Hey – it’s a busy world.
You might not have time to take in all 2870 words of our comprehensive “first impressions” review of the newly released Phantom 4 Pro (and P4P+). We get that. So let’s get straight to the point.
Main Difference In Phantom 4 Pro
The new P4P is a significant step up from its older sibling, the Phantom 4 (which was released in spring of 2016). The main difference is that this version has a major leap in camera quality. It utilizes a 1″ Sony Exmor R CMOS sensor. That translates into higher resolution (20 megapixels), better colors, and better video. The video can also be compressed using the newer H.265 codec – which allows you to store more high-quality video on the same amount of memory.
The camera has a manual aperture control (F2.8 – F11). In combination with shutter and ISO controls, you’ll have a greater degree of manual control than with the P4. Plus, it’s got a new lens that DJI itself manufactures.
There are actually TWO new models. The one with the “+” designation comes with an integrated, phablet-sized Android screen that has the DJI GO app bundled in. The 5.5″, 1080p screen is super bright (1,000 nits), so you can easily see what your camera is doing or app controls on a bright sunny day without requiring an umbrella or some sort of hood device. The “standard” Phantom 4 Pro requires you to use your own phone or tablet device with the DJI GO app, just like previous remotes.
But unlike previous remotes – these units have some very special features.
Each includes a micro-sd card reader and can handle the H.265 codec (something your home computer likely cannot do). They also feature a mini-HDMI port, allowing you to connect a cable and, if you happen to have a satellite truck or television studio nearby, stream low-latency 1080p television images to a network. Yes, it’s not just social media anymore – this machine could stream a live HD signal suitable for broadcast (something The Digital Circuit is sure we’ll see before long).
The motors haven’t changed, but the battery has. It’s more efficient, providing up to 30 minutes of flight time. And while you’re up there flying, you’ll be less likely to collide with anything. That’s because the new machine has stereo optical avoidance sensors on the front and rear. What’s more, its downward-facing sensors (two optical, two sonar), help your P4P land precisely where it took off from, and can even help you avoid landing on uneven ground and water. (We lament the potential loss of YouTube videos of people unintentionally landing in lakes and ponds, but applaud the technology.)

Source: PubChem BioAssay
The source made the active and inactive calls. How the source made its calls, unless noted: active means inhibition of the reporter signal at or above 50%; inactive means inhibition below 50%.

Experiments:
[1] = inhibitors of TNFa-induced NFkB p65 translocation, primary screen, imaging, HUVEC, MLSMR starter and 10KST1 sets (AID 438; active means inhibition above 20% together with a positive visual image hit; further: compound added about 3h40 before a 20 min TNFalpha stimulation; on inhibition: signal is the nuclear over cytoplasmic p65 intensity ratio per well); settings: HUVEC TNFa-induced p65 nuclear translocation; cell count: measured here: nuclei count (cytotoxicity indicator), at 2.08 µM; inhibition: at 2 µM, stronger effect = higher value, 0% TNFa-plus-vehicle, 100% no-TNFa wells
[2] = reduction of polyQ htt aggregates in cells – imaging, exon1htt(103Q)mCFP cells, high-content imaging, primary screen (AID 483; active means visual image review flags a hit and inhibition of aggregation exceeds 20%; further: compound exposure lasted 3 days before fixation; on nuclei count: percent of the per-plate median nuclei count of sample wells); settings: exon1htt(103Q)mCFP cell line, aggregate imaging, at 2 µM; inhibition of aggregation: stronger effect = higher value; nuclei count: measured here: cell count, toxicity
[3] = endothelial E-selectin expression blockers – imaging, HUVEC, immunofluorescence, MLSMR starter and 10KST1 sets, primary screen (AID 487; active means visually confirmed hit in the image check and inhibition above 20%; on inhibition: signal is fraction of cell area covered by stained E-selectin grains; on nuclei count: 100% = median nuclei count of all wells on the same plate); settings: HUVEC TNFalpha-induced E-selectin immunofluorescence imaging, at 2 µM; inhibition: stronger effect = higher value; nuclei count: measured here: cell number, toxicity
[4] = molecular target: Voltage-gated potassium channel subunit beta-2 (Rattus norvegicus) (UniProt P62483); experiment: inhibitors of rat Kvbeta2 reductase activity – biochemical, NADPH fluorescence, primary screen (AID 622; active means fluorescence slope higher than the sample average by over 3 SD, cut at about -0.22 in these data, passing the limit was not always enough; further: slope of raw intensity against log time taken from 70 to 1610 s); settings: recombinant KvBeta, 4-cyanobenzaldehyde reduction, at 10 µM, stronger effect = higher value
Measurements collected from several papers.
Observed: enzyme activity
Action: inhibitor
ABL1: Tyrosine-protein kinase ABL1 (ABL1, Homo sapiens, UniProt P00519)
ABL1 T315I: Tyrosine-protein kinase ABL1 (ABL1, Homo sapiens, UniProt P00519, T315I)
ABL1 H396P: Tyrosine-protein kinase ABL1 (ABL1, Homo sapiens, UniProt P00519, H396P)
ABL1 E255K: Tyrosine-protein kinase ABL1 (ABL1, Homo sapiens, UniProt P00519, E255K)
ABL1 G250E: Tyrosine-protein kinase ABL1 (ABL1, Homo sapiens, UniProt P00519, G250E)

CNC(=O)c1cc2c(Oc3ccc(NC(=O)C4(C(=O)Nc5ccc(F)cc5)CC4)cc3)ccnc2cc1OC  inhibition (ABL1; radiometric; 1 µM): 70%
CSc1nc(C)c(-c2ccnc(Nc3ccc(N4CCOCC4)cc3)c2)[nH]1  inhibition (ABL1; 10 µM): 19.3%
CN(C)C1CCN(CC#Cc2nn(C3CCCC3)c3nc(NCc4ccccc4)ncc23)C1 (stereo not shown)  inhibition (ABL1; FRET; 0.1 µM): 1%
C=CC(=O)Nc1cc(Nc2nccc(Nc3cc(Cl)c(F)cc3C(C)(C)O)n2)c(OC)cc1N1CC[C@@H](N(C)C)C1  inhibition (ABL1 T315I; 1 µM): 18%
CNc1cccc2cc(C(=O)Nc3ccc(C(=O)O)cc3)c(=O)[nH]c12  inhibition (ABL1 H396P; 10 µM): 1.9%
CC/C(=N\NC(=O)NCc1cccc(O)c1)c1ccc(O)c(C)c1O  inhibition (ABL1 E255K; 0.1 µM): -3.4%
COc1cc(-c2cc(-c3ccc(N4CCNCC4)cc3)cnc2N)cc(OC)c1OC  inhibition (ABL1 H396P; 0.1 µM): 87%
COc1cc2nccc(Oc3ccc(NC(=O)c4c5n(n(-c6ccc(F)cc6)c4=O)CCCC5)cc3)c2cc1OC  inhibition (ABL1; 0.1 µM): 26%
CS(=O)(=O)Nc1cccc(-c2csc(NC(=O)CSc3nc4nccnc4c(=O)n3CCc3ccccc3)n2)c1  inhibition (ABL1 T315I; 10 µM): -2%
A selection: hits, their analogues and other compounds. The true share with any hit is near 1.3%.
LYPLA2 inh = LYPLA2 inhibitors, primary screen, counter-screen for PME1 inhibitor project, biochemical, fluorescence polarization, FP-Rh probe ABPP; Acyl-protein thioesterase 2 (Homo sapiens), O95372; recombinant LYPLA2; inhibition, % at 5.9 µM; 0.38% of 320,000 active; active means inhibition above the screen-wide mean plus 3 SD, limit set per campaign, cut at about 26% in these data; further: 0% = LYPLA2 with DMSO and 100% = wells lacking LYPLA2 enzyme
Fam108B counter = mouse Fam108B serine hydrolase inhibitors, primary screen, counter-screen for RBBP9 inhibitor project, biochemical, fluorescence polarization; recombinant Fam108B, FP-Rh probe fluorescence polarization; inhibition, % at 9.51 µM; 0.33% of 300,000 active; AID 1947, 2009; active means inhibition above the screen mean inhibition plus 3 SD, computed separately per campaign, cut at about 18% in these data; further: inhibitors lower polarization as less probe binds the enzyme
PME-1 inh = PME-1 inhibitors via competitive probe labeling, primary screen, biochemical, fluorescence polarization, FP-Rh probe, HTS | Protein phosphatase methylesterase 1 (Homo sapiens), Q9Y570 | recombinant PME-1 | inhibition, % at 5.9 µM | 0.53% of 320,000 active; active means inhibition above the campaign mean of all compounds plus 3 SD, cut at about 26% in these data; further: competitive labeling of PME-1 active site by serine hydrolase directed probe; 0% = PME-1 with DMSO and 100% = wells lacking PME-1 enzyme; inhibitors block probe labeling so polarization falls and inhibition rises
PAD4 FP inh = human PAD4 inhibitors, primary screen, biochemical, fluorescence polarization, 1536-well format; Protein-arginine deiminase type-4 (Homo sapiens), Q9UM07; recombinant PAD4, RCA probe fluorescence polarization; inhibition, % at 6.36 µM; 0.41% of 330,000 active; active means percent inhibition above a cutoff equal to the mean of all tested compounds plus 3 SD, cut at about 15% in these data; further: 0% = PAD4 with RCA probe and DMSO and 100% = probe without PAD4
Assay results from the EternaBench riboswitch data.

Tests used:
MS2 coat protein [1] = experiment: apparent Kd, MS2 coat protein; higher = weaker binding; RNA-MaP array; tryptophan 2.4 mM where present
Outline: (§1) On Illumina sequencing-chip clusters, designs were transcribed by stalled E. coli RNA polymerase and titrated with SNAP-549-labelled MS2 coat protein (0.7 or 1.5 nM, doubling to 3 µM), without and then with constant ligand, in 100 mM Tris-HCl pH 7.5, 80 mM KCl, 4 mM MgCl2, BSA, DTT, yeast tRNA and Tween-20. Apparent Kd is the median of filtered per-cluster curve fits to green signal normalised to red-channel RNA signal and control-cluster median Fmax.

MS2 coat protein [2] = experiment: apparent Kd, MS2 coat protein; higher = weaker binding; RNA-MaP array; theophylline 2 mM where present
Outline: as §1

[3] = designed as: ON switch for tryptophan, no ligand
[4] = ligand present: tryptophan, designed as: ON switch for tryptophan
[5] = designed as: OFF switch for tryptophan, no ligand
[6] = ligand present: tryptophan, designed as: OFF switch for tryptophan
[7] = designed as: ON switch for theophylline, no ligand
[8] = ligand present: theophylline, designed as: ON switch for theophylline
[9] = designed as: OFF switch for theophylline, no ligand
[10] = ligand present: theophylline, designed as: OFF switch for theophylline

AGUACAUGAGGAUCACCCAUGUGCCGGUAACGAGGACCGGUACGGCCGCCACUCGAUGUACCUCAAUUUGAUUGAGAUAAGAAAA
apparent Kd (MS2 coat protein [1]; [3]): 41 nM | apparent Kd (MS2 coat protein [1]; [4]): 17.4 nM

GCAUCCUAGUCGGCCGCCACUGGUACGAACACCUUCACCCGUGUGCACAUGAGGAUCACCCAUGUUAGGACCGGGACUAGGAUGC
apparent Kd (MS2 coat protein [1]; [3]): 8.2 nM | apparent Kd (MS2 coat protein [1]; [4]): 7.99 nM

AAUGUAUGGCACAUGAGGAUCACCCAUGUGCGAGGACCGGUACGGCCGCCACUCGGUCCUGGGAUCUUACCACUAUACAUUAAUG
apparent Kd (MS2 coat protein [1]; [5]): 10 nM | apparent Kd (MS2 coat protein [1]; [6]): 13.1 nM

The obstacle avoidance also detects potential trouble from farther away (up to 30 meters). What’s more, infrared sensors on the sides of the aircraft can sense obstacles up to 7 meters away. Providing you’re not flying in Sport Mode (up to 72 kph, or 45 mph), you effectively have a safety “bubble” surrounding your drone. (The Digital Circuit was particularly impressed when we flew the P4P+ inside a white cyclorama studio. With three white walls and a white floor, we thought it might get mixed up. Uh-uh. It knew at all times how far away those walls were.)
In flight, the P4P handles like you’ve come to expect a Phantom to behave: Solid. Once again, engineers have built in plenty of redundancy for safety: The P4P comes with dual GPS, IMU and compass units.
What’s more, you can actually choose which frequencies to operate on. A toggle within the DJI GO app will let you choose 2.4 or 5.8 Ghz wireless transmission. This is a real bonus if you’re in an area where the 2.4 frequency is jammed with other interfering signals. (The 5.8 Ghz feature is not available in Japan or Russia.)
And range? Well, no complaints there. You can stream up to 1080p from up to seven kilometers away. That’s well beyond visual line of sight, and would require special permission in most places – but it’s nice to know these machines are that capable.
Finally, the P4P is packed with brains. It has multiple intelligent Flight modes, can track and orbit people or vehicles, follow a subject in parallel with camera locked – and even track someone climbing up terrain while maintaining a constant altitude above the shifting ground. Believe it or not, you can even experience a bit of augmented reality by simply “drawing” with your finger on your tablet. Got a whimsy to fly a question mark in the sky? The symbol for infinity? Trace it with your fingertip – and the P4P (and P4P+) will make it so.
For more details, read our full review.
If you’re inclined to get in line for the P4P+ now, using this link will support our work and won’t cost you a thing.